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Home » Articles » On being a Psychotherapist
I started my journey in this profession over 20 years ago. I was working in sales management in a high stimulation – high stress environment. I worked hard and played hard and enjoyed it. I received counselling after my divorce and was interested in knowing a bit more about it. I had always had an interest in people. I like to understand what motivates them to be who they are, and what provokes the choices they make.
As soon as I started the training I was hooked. I realised that the skills and knowledge I was learning would be useful to me in every area of my life, as a manager, parent, friend, partner, and colleague. As well as that, it was really interesting, stimulating and fun to learn – a very different experience for me than being at school.
Now 20 years on, not only have I seen a range of clients: individuals, couples and groups, but I have supervised many other therapists in the area and run a training centre teaching others to be therapists.
On a practical level I love the flexibility of being a therapist. I choose how many clients I take on, when I work and when I don’t. I can make my own decisions on how long and how regular I take holidays. To be an effective therapist we need to take care of our own needs – that means making sure we balance work with time off. In terms of payment, I earn a good hourly rate – at the moment I charge £50 for a 50 minute session – this works well for me. It’s not like a 9-5 job where you will see clients all day, but when I am working I like to know I am being paid a good rate. I still work hard but have lots of time off as well.
Often people ask ‘how do you deal with hearing peoples’ pain? Sometimes it is painful. As a therapist, I am the tool that I use – my thoughts, my feelings my reactions. My aim is to empathise with my clients as much as I can, to understand their world from their perspective. It is when people feel really heard, really met in their experience that people often make the changes that they want. We now know that seven minutes of empathy changes the structure of the human brain… seven minutes – that is amazing!
I would say that to hear the depth of someone’s pain, their sadness, anger, shame, fear and joy is truly an honour. To be the person that another human being decides to trust enough to tell you their innermost thoughts, and feelings is quite beautiful. It is painful sometimes and as I mentioned – I do need to take care of myself, but it is a constructive pain – a little like childbirth maybe. The client is not just there, wallowing in their pain, but are with you in the room because they know things can be different and they are motivated to do something about it. You learn how to be completely there, with the client, for a session – but how to switch off from it as well.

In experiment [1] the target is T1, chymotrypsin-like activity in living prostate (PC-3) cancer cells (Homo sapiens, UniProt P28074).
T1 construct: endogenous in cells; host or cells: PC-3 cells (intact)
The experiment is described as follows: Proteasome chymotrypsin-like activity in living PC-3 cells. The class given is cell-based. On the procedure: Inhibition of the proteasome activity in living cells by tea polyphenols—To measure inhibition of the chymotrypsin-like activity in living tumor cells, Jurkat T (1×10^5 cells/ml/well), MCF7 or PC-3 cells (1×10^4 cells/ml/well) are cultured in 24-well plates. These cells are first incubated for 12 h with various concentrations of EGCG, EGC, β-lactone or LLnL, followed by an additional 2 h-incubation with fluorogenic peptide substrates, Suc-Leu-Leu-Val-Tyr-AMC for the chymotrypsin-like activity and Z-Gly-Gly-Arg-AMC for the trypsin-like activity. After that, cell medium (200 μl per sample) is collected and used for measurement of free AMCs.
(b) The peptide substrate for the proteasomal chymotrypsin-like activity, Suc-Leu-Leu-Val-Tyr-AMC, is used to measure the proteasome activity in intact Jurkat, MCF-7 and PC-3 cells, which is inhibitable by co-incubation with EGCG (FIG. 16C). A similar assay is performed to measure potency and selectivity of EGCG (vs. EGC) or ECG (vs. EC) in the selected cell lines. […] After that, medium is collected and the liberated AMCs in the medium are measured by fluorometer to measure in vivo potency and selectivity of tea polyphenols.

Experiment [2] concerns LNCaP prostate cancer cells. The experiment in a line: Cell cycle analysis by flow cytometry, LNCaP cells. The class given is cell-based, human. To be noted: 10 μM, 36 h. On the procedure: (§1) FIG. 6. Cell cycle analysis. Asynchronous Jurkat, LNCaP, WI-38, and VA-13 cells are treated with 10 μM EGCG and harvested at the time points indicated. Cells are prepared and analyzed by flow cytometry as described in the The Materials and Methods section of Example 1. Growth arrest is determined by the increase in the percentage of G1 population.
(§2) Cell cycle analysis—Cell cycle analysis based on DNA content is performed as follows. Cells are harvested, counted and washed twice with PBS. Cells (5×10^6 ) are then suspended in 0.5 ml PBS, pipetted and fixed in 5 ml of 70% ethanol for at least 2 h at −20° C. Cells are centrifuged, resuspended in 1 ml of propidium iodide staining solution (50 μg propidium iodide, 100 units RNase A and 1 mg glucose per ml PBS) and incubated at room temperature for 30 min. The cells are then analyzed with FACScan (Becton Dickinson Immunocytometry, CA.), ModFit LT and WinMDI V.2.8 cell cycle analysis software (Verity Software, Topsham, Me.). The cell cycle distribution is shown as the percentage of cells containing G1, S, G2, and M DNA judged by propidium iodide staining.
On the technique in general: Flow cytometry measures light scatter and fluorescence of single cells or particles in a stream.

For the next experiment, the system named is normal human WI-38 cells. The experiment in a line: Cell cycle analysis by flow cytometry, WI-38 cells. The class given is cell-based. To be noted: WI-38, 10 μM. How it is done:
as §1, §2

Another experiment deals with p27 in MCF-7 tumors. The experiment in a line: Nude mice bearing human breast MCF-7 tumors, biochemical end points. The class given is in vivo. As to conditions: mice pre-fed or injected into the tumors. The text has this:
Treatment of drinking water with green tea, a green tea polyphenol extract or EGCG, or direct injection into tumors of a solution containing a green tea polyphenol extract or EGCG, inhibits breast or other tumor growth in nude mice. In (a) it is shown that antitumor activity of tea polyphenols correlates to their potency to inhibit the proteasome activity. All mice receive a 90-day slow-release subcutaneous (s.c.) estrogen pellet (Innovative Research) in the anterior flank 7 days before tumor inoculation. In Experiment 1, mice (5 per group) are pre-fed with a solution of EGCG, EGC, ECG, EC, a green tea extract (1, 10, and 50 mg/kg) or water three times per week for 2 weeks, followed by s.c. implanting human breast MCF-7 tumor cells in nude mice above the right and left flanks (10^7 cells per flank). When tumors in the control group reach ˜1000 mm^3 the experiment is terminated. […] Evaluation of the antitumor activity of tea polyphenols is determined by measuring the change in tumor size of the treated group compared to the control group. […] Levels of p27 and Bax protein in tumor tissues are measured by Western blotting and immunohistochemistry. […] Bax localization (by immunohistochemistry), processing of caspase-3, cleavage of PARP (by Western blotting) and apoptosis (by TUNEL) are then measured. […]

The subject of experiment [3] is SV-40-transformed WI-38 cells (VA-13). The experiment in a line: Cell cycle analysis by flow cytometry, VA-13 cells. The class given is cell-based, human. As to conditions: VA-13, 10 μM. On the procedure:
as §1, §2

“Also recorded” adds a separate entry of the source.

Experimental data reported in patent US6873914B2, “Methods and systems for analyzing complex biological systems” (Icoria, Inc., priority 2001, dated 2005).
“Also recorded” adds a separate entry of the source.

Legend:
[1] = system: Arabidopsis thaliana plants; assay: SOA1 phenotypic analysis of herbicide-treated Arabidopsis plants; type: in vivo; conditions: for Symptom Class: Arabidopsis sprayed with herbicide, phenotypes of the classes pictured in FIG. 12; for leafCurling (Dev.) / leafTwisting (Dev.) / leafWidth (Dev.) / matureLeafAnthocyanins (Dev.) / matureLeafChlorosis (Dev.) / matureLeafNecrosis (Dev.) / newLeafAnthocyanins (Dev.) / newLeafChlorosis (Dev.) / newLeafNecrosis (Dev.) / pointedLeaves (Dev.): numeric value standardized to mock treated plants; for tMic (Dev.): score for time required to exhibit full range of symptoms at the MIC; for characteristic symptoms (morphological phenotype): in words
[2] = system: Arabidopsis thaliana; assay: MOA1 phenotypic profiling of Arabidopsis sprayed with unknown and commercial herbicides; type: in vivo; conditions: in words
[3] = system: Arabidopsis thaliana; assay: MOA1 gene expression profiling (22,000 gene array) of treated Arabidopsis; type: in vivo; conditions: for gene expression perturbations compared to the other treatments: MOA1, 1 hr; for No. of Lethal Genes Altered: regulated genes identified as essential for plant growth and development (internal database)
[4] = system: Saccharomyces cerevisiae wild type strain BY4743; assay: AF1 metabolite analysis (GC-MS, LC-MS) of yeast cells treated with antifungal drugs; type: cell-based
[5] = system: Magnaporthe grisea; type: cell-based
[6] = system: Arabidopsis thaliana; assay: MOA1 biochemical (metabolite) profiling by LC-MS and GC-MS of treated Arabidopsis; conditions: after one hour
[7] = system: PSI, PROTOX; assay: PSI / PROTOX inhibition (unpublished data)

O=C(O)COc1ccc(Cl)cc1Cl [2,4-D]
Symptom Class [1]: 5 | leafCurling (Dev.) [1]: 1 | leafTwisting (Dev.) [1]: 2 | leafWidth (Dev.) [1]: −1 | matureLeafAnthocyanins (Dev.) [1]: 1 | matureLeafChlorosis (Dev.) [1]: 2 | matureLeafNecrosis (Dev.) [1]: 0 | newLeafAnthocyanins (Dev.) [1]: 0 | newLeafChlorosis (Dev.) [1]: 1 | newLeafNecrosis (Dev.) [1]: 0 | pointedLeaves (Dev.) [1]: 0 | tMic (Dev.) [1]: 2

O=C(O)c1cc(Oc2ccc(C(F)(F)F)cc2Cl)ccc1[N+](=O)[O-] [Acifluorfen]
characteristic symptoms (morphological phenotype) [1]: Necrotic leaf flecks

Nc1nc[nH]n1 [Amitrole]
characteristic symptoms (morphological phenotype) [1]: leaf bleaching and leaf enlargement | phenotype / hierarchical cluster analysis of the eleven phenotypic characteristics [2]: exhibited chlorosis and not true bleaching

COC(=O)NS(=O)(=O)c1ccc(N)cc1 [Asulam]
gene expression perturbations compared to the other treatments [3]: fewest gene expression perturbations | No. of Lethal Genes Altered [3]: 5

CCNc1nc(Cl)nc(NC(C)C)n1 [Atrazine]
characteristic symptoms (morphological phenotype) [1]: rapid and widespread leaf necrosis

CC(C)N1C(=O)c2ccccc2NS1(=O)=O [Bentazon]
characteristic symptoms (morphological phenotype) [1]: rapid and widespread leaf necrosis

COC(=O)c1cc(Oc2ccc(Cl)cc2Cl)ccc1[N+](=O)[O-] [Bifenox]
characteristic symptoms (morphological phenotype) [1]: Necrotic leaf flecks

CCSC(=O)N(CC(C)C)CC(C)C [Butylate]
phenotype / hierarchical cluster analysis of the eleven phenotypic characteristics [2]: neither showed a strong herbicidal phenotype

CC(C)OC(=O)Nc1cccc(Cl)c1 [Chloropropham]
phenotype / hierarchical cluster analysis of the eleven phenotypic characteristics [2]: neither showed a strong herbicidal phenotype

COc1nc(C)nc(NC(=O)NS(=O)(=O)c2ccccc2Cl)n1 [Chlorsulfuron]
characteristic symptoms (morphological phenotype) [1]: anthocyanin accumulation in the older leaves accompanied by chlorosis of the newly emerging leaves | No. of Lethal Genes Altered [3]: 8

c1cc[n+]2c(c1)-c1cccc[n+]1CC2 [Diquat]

I have seen hundreds of clients over the past twenty years; I have supervised many other therapists and am now training others to do the same thing. We now have a much better understanding of why therapy works. Over the past twenty years our understanding of neuroscience has increased enormously and from that we can see that the brain actually changes in the process.
Of course not every piece of work is successful. I am dealing with human beings and am human myself, I make mistakes, and sometimes clients decide it’s not for them. However, overall my experience is that people achieve what they want to achieve and often more than they could have imagined. Clients leave therapy with an increased sense of self-esteem, with skills and knowledge to deal with life in a new way that serves them well.
To facilitate someone in turning their life around from whatever they are unhappy about, to becoming who they want to be, experiencing a rich fulfilling life, in my opinion is a great way to earn a living
Last weekend I was teaching my fourth year Psychotherapy trainees – they have two weekends to go before the end of their training. Four years might sound like a long time when you start out, but it has flashed past. The training is part time (10 weekends per year) so people can fit it around their existing commitments. It was lovely to look at this group of people who have grown and developed both as individuals, and as practitioners – and see them going out into the world and launching a new career for themselves.
These are my random ramblings today; tomorrow I may change my mind
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